"The American people will simply not permit a return to the environmental dark ages, when air and water were fouled at will by those who profited from using our life support systems as their sewer . . ." Russell Peterson

Russell Peterson is not your average mud-slinging, knee-jerk radical environmentalist, although his words, directed at President Reagan and his chief environmental officer, Interior Secretary James Watt, might sound that way.

Peterson worked for Du Pont chemical for 26 years; he is the former Republican governor of Delaware; he was chairman of the Council on Environmental Quality under former presidents Nixon and Ford.

Today he is head of the National Audubon Society and he's hopping mad, along with environmentalists across the American spectrum, over what they see as an administration sellout of the nation's parks and wild places.

"We will not allow them to continue their greedy game much longer," Peterson told the Audubon national convention last month. "The plume-hunter mentality is abroad in the land, but it will not prevail. The plume hunters in high office have asked for a fight and, by golly, they will get one."

Perhaps never before in U.S. history have disparate environmental forces banded together as they have to battle the Watt/Reagan view of the wilderness.

The Sierra Club and Friends of the Earth are circulating petitions demanding the secretary's removal from office. Sierra Club alone has collected more than 750,000 signatures and expects to reach a million soon.

Last month the national convention of the Izaak Walton League of America, representing some 50,000 fishermen, voted unanimously to ask the president to replace Watt.

The board of directors of the 50,000-member Wilderness Society, headed by former U.S. Sen. Gaylord Nelson of Wisconsin, has formally called for Watt's removal from office.

On Aug. 15, Trout Unlimited voted to inform Reagan that his "policies, decisions and budget recommendations for the Environmental Protection Agency, Forest Service, Council on Environmental Quality and Department of Interior are detrimental to the goals and mission of Trout Unlimited."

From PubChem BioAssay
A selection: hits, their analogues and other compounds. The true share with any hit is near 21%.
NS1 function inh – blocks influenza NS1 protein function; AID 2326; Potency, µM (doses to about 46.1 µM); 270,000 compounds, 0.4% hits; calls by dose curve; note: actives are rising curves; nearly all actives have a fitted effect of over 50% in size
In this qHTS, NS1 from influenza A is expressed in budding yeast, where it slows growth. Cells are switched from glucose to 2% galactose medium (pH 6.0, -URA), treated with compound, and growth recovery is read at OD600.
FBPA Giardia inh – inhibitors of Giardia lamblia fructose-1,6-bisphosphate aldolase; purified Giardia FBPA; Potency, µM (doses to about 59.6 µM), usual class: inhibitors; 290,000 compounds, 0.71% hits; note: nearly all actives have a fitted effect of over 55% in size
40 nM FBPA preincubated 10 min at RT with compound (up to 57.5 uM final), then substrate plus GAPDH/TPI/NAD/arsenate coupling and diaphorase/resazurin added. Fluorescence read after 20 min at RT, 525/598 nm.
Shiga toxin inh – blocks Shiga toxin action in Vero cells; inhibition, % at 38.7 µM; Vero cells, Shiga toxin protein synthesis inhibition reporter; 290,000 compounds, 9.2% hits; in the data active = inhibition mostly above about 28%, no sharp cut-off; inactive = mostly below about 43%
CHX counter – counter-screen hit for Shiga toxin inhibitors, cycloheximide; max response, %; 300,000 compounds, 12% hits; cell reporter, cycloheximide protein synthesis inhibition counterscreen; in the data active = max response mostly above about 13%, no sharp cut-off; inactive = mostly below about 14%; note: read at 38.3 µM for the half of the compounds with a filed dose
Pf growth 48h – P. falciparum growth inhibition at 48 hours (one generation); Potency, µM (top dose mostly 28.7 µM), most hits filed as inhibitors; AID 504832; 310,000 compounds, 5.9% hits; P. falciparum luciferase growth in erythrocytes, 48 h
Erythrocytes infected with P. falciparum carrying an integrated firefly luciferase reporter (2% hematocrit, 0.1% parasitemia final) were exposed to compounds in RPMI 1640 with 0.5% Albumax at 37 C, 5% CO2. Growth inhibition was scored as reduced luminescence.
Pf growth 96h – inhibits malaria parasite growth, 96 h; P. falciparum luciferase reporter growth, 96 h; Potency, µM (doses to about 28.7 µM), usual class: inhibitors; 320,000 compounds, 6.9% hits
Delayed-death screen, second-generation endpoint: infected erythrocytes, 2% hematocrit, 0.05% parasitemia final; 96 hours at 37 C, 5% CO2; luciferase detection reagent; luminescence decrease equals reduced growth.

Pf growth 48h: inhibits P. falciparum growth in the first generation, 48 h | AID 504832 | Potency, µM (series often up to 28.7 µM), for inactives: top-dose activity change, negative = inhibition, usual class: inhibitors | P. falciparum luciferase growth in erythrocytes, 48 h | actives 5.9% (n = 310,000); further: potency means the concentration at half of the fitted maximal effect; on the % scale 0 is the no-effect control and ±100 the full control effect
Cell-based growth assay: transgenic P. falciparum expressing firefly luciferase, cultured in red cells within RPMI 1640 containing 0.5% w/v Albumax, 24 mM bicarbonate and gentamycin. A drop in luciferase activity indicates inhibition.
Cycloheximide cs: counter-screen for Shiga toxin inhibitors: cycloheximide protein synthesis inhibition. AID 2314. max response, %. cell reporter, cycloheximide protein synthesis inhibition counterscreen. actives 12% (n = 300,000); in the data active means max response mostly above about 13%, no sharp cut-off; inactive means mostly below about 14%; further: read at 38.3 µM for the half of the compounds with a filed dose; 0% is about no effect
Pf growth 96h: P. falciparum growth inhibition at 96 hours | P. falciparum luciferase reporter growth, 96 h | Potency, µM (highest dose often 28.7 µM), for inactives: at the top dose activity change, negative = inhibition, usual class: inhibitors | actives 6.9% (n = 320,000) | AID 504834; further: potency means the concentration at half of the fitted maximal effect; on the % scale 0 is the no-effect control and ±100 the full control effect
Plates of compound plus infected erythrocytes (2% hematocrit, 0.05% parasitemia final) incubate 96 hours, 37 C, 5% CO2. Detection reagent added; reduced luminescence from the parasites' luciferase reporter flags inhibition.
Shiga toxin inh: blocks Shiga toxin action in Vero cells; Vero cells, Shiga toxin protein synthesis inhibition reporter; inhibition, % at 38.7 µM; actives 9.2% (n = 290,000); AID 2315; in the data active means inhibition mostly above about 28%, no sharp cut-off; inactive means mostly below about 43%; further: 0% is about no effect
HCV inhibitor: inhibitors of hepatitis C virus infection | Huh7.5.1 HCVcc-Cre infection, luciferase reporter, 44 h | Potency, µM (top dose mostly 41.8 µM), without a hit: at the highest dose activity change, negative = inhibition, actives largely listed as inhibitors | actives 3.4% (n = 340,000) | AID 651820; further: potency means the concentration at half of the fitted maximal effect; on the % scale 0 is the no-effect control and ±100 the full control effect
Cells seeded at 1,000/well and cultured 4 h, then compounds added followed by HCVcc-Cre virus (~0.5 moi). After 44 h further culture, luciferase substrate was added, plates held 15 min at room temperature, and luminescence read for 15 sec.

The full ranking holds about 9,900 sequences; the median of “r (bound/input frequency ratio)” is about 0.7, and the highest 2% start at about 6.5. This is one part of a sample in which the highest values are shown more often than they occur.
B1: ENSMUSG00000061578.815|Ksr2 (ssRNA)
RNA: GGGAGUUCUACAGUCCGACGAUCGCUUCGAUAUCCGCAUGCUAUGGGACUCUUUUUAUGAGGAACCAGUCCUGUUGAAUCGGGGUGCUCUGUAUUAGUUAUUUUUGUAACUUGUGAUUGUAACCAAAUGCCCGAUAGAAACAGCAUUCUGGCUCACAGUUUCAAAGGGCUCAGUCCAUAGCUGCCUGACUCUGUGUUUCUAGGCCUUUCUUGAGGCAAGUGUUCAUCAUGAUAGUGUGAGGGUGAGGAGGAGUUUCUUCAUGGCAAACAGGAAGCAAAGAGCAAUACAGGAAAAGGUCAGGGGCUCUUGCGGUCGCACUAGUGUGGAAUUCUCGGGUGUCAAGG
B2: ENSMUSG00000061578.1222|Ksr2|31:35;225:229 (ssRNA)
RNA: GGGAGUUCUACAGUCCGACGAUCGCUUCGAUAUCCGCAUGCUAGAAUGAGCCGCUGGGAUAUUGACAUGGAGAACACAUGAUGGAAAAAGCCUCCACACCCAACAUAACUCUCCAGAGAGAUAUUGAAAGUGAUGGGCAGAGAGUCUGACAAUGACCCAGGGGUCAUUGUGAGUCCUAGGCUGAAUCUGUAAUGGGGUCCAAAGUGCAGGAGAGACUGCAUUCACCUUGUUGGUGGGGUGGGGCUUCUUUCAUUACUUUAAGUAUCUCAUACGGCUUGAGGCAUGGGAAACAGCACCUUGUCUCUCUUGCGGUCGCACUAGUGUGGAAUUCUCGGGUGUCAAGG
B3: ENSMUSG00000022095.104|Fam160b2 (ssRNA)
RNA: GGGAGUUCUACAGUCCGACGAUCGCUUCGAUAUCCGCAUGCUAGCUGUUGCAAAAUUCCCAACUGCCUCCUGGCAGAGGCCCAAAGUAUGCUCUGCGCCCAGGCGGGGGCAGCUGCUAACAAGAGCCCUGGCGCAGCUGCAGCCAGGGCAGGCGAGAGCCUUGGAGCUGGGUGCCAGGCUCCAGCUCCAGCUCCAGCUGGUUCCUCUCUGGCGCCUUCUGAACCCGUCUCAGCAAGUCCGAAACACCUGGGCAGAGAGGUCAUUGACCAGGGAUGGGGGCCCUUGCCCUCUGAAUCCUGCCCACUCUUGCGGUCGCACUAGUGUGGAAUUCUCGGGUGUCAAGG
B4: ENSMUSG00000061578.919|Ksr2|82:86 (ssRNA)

"Rather than simply asking him to dump Watt, we passed a resolution which characterizes the entire administration policy on conservation and environment as being detrimental," said TU director Robert Herbst, Watt's immediate predecessor in the nation's top environmental job.

A recent poll of the 4.5 million-member National Wildlife Federation, a conservative group composed mostly of hunters and fishermen, showed members opposed to Watt's policies by a 13-1 margin, though these same members had voted 2-1 for Reagan last November.

Opponents also include Defenders of Wildlife and the National Parks and Conservation Association. "I can't remember a time in my 27 years when every major conservation organization in the country was running some sort of campaign to get the secretary of Interior fired," said Chuck Roberts, director of information for the National Wildlife Federation.

Indeed, while some environmental organizations have not formally repudiated the secretary, a two-day search turned up not one good word about Watt from any of the traditional lobbyists for the preservation of American parks, natural resources and wild places.

Why do they hate him?

Three reasons, said Bill Turnage, the Wilderness Society's executive director. "First, because there is a far deeper consensus among Americans on the importance of conserving air, water, the natural beauty of the country and wildlife than the Reagan administration ever realized.

"Second, because Watt has got to be one of the most arrogant, self-righteous public officials in our history. It's just galling to have this patronizing official pronouncing edicts as if he were the archangel Gabriel.

"And third, because there's deep substance to the harm he's started to do."

What harm?

The Izaak Walton League, in its petition for Watt's removal, produced a laundry list of actions it considers contrary to good resource management.

"He abolished the Heritage Conservation and Recreation Service," said IWLA Executive Director Jack Lorenz. "He advocated crippling reductions in funds for federal land acquisition.

"He wants to give National Park concessionaires a greater role in park management; he's weakened federal surface-mining controls; he's accelerated offshore drill leasing and sought to end the ban on drilling in California's marine sanctuaries over the protests of the state.